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If Baseline PSA <2, Further Screening May Not Be Beneficial

MONDAY, Sept. 13 (HealthDay News) -- Men with low baseline levels of prostate-specific antigen (PSA) at ages 55 to 74 are unlikely to have a survival benefit from additional screening or treatment of prostate cancers, according to research published online Sept. 13 in Cancer.

Abstract
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Little Between-Surgeon Variation Seen for Mastectomy

FRIDAY, Sept. 10 (HealthDay News) -- For breast cancer patients, between-surgeon variation is wider for patients' receipt of breast reconstruction than for receipt of mastectomy, according to research published online Sept. 8 in Medical Care.

Abstract
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Women's Weight Before Colon Cancer Linked to Mortality Risk

THURSDAY, Sept. 9 (HealthDay News) -- Among postmenopausal women with colon cancer, those who are underweight or obese or have increased abdominal obesity before the diagnosis appear to be at increased risk of mortality, according to research published in the September issue of Cancer Epidemiology, Biomarkers & Prevention.

Abstract
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Melanoma Sentinel Node Score Stratifies Risk

THURSDAY, Sept. 9 (HealthDay News) -- A weighted score of non-sentinel node (NSN) indices could predict which patients with sentinel node (SN)-positive melanoma could possibly be spared completion lymph node dissection (CLND), according to research published online Sept. 7 in the Journal of Clinical Oncology.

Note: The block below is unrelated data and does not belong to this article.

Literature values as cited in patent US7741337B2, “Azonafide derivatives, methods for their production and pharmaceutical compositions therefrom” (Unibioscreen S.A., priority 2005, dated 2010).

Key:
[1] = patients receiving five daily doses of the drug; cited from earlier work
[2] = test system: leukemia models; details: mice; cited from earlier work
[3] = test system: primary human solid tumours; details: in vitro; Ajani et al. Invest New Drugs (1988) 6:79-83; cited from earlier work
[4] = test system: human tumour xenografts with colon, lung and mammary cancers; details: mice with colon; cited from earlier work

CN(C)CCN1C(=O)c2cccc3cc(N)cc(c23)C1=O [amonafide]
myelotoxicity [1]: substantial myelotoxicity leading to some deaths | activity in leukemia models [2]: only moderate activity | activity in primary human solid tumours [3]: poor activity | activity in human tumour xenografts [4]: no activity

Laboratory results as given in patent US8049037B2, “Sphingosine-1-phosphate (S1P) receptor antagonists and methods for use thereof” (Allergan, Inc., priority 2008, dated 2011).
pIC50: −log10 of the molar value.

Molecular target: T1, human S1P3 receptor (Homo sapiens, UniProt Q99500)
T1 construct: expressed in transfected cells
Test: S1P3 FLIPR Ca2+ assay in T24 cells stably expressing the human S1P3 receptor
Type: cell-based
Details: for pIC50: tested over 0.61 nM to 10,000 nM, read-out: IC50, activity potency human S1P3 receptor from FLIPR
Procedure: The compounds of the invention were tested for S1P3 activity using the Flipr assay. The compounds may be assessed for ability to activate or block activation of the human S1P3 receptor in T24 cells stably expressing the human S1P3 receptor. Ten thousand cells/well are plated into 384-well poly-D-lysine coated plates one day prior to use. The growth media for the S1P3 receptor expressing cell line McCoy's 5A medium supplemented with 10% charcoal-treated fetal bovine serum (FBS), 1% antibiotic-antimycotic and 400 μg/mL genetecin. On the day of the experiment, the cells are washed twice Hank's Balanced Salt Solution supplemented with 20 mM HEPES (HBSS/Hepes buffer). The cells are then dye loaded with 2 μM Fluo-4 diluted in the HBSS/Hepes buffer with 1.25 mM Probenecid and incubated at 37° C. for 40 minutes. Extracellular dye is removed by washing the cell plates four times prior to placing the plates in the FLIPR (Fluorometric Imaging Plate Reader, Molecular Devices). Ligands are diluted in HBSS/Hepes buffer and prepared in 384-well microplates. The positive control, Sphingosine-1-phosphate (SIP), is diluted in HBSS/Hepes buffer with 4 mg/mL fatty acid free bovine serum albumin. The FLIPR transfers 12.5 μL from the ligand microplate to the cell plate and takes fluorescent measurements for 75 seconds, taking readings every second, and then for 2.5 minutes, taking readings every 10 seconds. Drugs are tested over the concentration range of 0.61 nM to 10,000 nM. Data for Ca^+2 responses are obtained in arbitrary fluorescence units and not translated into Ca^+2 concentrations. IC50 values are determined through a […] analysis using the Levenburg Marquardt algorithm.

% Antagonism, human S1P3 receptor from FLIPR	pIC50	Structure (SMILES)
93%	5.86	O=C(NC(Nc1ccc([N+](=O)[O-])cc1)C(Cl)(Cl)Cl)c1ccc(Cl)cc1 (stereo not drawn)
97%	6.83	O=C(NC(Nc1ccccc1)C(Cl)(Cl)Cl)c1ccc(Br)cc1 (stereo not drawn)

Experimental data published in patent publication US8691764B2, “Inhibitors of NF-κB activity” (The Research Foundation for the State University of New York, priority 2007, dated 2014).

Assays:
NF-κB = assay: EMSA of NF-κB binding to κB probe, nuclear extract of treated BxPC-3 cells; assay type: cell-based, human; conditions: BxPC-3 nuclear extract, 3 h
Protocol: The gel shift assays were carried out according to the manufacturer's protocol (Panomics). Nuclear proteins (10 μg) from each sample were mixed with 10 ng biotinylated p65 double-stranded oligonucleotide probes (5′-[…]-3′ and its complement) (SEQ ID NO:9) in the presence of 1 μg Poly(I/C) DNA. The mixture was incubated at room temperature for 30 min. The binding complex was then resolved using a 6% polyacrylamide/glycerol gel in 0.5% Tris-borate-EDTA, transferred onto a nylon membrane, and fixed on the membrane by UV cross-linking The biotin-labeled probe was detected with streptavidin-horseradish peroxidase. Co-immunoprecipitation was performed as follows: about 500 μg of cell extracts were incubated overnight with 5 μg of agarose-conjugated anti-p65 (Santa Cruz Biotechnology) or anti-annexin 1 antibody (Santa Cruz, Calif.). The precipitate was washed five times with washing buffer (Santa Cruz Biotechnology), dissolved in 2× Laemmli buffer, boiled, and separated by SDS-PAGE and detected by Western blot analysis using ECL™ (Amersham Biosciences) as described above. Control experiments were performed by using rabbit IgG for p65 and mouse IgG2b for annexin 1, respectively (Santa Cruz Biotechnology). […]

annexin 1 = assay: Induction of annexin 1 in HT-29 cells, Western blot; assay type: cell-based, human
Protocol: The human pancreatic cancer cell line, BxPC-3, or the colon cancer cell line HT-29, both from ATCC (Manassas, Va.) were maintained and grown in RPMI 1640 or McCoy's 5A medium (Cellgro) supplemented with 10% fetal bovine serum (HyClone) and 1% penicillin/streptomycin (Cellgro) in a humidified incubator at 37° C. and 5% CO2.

Abstract
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Marginally Low Birth Weight Ups Iron Deficiency Risk

THURSDAY, Sept. 9 (HealthDay News) -- Iron supplementation at 2 mg/kg per day from 6 weeks to 6 months of age reduces the elevated risk of iron deficiency (ID) and iron deficiency anemia (IDA) in marginally low birth weight (MLBW) infants, without short-term adverse effects on growth or morbidity, according to a study published online Sept. 6 in Pediatrics.

Abstract
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New Assay Effectively Predicts Risk for Ovarian Cancer

THURSDAY, Sept. 9 (HealthDay News) -- A novel assay that uses serum HE4 and CA125 to predict epithelial ovarian cancer in women with pelvic masses appears to have a significantly higher sensitivity than the Risk of Malignancy Index (RMI), according to research published in the September issue of the American Journal of Obstetrics & Gynecology.

Abstract
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Annual Medical Liability Costs Surpass $50 Billion

THURSDAY, Sept. 9 (HealthDay News) -- The annual costs of the medical liability system in the United States total more than $50 billion, which accounts for a relatively small but non-trivial portion of total health care spending, according to an article in the September issue of Health Affairs.

Abstract
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Mutation May Underlie Endometriosis-Related Cancers

WEDNESDAY, Sept. 8 (HealthDay News) -- Researchers may have discovered the molecular pathway by which endometriosis begins to progress to ovarian clear-cell and endometrioid carcinomas, according to a study published online Sept. 9 in the New England Journal of Medicine.